Nevada’s backcountry bars offer history and a whole lot of local flavor.


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Every great place offers compelling experiences in nature, exceptional dining establishments, and fascinating history. Nevada has an abundance of spots with these attributes, along with another fabulous feature: an intense preponderance of good, old-fashioned saloons. Why? Early pioneers and mining. There’s nothing like caravanning 40 miles a day or slinging a pickaxe for hours on end to make you want to throw back a frosty beverage, or six.

While many boomtowns have come and gone, pockets of Nevada’s alluring, rough-and-tumble past have remained in backcountry saloons peppered throughout the state. A sense of unwavering hardiness emanates from every pool table, red oil lamp, and crevice in the weathered wooden bar counters.

Lucky for us, the saloons have endured so that we can luxuriate in living, breathing, tangible pieces of history. Genoa Bar & Saloon in Genoa is no exception. In fact, she’s the crown jewel, the ringleader of them all. Why, you ask? Perched in the heart of Nevada’s oldest settlement, Genoa Bar is a whopping 163 years old. This means she’s the oldest saloon in The Silver State and has some seriously cool anecdotes to prove it. At these back-road saloons, you often won’t find craft cocktails or even signature drinks. That said, a few spots offer tasty beverages you should sip as you journey through their history. For instance, at Genoa Bar, do yourself a favor and order one of the tasty Bloody Marys right quick.

Nevada’s first saloon

The town of Genoa sprung to life after a handful of Mormon missionaries staked their claim to the area in 1851. It wasn’t long until a multitude of businesses popped up that made the settlement an official town, including a church, community center, and, in true Nevada fashion, a saloon.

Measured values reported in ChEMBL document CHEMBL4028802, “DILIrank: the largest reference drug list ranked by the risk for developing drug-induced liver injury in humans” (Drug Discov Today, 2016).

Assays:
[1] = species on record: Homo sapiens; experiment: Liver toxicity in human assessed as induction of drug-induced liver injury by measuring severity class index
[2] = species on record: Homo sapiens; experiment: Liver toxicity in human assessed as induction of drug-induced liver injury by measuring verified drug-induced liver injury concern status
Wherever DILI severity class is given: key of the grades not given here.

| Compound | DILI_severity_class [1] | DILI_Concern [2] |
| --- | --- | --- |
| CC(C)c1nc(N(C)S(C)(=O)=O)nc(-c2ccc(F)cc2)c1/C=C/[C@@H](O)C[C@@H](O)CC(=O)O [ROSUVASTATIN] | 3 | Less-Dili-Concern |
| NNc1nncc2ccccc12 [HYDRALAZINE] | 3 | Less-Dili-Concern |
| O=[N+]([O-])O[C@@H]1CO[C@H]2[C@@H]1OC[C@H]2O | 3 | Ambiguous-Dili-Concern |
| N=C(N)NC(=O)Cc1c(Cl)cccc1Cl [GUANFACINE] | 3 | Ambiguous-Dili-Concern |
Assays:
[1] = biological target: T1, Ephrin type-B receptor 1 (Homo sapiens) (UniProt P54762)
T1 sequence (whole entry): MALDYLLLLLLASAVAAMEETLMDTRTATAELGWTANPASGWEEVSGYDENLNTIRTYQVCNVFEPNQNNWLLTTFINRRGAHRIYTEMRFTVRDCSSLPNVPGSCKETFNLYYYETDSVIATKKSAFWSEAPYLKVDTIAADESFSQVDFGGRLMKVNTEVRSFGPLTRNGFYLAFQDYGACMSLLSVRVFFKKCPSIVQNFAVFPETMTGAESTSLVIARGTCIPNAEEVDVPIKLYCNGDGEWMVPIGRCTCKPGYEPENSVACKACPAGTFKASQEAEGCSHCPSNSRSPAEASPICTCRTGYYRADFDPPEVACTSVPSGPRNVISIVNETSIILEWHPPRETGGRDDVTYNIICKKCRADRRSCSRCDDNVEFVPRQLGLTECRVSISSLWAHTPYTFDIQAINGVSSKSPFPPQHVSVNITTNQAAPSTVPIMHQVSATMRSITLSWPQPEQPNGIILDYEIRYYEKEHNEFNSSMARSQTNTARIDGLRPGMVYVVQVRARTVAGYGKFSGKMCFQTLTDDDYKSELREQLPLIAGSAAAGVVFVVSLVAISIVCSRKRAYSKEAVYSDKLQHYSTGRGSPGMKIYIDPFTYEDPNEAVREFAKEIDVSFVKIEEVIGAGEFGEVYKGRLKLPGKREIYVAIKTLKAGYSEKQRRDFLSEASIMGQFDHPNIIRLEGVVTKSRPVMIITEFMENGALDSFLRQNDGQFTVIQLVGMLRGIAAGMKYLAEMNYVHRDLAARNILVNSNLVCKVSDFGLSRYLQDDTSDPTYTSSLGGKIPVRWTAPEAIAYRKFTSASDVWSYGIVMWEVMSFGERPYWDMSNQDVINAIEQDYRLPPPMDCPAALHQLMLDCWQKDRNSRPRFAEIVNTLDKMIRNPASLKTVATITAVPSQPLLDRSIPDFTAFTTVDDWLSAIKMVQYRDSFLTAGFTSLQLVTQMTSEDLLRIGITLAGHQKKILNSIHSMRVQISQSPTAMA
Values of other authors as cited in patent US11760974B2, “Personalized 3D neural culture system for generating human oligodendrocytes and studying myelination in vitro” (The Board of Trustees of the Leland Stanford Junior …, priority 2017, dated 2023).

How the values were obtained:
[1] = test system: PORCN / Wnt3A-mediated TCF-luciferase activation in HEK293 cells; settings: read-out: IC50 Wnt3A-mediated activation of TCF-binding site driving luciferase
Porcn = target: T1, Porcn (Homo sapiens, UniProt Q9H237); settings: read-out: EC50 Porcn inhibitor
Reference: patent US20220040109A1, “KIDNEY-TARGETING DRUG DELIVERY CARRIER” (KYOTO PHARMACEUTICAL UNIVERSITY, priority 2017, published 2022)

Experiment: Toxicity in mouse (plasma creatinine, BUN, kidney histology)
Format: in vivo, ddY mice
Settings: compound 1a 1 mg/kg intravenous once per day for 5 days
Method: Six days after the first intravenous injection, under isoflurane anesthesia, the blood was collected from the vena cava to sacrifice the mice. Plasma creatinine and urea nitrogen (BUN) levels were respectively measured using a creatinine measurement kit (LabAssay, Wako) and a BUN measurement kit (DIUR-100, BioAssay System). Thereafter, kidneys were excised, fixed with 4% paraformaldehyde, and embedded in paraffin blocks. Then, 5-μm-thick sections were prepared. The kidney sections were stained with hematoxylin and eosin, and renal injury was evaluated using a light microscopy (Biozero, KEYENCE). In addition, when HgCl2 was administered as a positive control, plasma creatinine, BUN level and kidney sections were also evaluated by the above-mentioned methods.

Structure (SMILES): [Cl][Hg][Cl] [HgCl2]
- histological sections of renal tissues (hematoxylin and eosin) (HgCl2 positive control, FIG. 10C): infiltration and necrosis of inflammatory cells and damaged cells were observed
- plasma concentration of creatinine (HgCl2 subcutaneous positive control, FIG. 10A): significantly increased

The building you see before you today was erected in 1853 as Livingston’s Exchange, which operated as a gentleman’s saloon. It maintained first-class standards, which included serving fine wines, liquors, and cigars. The bar changed hands a few times throughout the next 140 years (12 owners, to be exact), until Willy and Cindy Webb purchased Genoa Bar in 2000. The kicker? Willy bought the bar with a small group of friends, completely sight unseen.

“It was a lot of money for us at the time, and I didn’t know anything about bars,” Webb says, laughing. “I’d built them throughout my career as a carpenter, but I didn’t know much about running them. It was a real roll of the dice.”

Before stepping away from carpentry entirely, Willy leaned on the owners of other Nevada greats, such as Virginia City’s Bucket of Blood Saloon, to learn the tools of the trade.

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Star status

Genoa Bar, also known as Genoa Thirst Parlor, certainly oozes an infectious Wild West vibe, but through the years it has drawn bikers and golfers and is what Willy considers to be a cowboy bar. The vibe at Genoa Bar is so perfect, in fact, that countless movies and commercials have been filmed here, including John Wayne’s The Shootist and Stephen King’s Misery. A handful of U.S. presidents, actors, and musicians have stepped through the saloon’s legendary threshold, too.

Some celebrities even have been compelled to leave behind personal articles to mark their visitation, such as Raquel Welch, who donated her leopard print bra under one condition: that all the other brassieres hanging throughout the saloon be taken down. In addition, Willie Nelson left his hat dangling from a pair of antlers. Plus, Webb says Genoa Bar is a pretty good place to fly under the radar.

“Clint Eastwood came in here and sat at the end of the bar for hours a couple years back,” he says, “and he was completely unrecognized for the entirety of his stay.”

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Notable antiques

Of all the décor the diamond dust mirror, which prominently is displayed behind the original bar counter, is Webb’s favorite artifact.

“There are so many things in this place worth talking about, but the diamond dust mirror is one of the largest and rarest of its kind, as far as I know,” Webb says.

This gigantic mirror originally was shipped from Glasgow, Scotland, in the late 1840s “around the horn” and through what would later become the Panama Canal.

“The bartender will shine a light in the reflective glass where you can see actual dust from diamonds,” Webb says. “It’s just incredible.”

Despite having owned the place for the better part of two decades, Webb says it’s difficult to grasp how deeply the history runs at Genoa Bar.

“A few years back a woman came into the bar in her Sunday best,” Webb says. “She had to be over 90, so she, of course, stood out a bit.”

Eventually, the woman called Webb over and said, “My name is Abigail. I worked here when I was 16.”